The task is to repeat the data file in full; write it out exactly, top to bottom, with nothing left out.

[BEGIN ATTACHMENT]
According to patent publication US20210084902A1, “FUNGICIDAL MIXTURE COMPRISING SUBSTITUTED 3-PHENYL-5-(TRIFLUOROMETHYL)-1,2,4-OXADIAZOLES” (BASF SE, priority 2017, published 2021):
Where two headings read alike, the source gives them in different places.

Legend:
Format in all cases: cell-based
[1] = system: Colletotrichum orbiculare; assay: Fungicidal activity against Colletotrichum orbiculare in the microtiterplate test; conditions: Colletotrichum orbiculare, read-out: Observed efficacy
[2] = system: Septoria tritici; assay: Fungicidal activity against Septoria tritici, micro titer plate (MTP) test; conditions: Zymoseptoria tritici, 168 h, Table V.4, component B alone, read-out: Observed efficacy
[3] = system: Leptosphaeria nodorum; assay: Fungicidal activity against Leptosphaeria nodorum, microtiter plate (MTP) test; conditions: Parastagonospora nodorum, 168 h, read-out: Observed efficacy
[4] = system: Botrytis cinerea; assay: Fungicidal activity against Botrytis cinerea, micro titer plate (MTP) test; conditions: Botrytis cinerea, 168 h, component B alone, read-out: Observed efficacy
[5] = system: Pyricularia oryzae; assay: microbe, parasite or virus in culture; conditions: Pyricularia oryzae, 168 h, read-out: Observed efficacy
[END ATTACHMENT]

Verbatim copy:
According to patent publication US20210084902A1, “FUNGICIDAL MIXTURE COMPRISING SUBSTITUTED 3-PHENYL-5-(TRIFLUOROMETHYL)-1,2,4-OXADIAZOLES” (BASF SE, priority 2017, published 2021):
Where two headings read alike, the source gives them in different places.

Legend:
Format in all cases: cell-based
[1] = system: Colletotrichum orbiculare; assay: Fungicidal activity against Colletotrichum orbiculare in the microtiterplate test; conditions: Colletotrichum orbiculare, read-out: Observed efficacy
[2] = system: Septoria tritici; assay: Fungicidal activity against Septoria tritici, micro titer plate (MTP) test; conditions: Zymoseptoria tritici, 168 h, Table V.4, component B alone, read-out: Observed efficacy
[3] = system: Leptosphaeria nodorum; assay: Fungicidal activity against Leptosphaeria nodorum, microtiter plate (MTP) test; conditions: Parastagonospora nodorum, 168 h, read-out: Observed efficacy
[4] = system: Botrytis cinerea; assay: Fungicidal activity against Botrytis cinerea, micro titer plate (MTP) test; conditions: Botrytis cinerea, 168 h, component B alone, read-out: Observed efficacy
[5] = system: Pyricularia oryzae; assay: microbe, parasite or virus in culture; conditions: Pyricularia oryzae, 168 h, read-out: Observed efficacy